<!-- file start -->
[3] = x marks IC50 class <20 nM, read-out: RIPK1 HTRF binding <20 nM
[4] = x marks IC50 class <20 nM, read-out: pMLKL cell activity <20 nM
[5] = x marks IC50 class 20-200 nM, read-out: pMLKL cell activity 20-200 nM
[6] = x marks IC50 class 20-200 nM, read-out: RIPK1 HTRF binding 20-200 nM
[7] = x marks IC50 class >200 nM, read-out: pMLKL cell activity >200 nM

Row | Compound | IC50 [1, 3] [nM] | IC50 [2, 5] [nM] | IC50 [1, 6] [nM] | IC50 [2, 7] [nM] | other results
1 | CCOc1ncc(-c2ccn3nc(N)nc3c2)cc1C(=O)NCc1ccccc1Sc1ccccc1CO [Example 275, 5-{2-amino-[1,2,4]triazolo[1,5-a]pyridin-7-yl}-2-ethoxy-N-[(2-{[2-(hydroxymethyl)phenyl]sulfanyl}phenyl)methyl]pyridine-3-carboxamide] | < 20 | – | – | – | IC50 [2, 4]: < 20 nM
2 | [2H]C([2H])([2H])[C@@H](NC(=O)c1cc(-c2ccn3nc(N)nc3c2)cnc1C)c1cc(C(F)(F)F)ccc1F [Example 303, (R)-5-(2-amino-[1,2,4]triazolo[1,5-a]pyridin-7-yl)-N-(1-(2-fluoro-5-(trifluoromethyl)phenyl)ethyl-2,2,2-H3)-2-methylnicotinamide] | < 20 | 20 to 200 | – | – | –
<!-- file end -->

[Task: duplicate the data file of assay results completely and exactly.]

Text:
[3] = x marks IC50 class <20 nM, read-out: RIPK1 HTRF binding <20 nM
[4] = x marks IC50 class <20 nM, read-out: pMLKL cell activity <20 nM
[5] = x marks IC50 class 20-200 nM, read-out: pMLKL cell activity 20-200 nM
[6] = x marks IC50 class 20-200 nM, read-out: RIPK1 HTRF binding 20-200 nM
[7] = x marks IC50 class >200 nM, read-out: pMLKL cell activity >200 nM

Row | Compound | IC50 [1, 3] [nM] | IC50 [2, 5] [nM] | IC50 [1, 6] [nM] | IC50 [2, 7] [nM] | other results
1 | CCOc1ncc(-c2ccn3nc(N)nc3c2)cc1C(=O)NCc1ccccc1Sc1ccccc1CO [Example 275, 5-{2-amino-[1,2,4]triazolo[1,5-a]pyridin-7-yl}-2-ethoxy-N-[(2-{[2-(hydroxymethyl)phenyl]sulfanyl}phenyl)methyl]pyridine-3-carboxamide] | < 20 | – | – | – | IC50 [2, 4]: < 20 nM
2 | [2H]C([2H])([2H])[C@@H](NC(=O)c1cc(-c2ccn3nc(N)nc3c2)cnc1C)c1cc(C(F)(F)F)ccc1F [Example 303, (R)-5-(2-amino-[1,2,4]triazolo[1,5-a]pyridin-7-yl)-N-(1-(2-fluoro-5-(trifluoromethyl)phenyl)ethyl-2,2,2-H3)-2-methylnicotinamide] | < 20 | 20 to 200 | – | – | –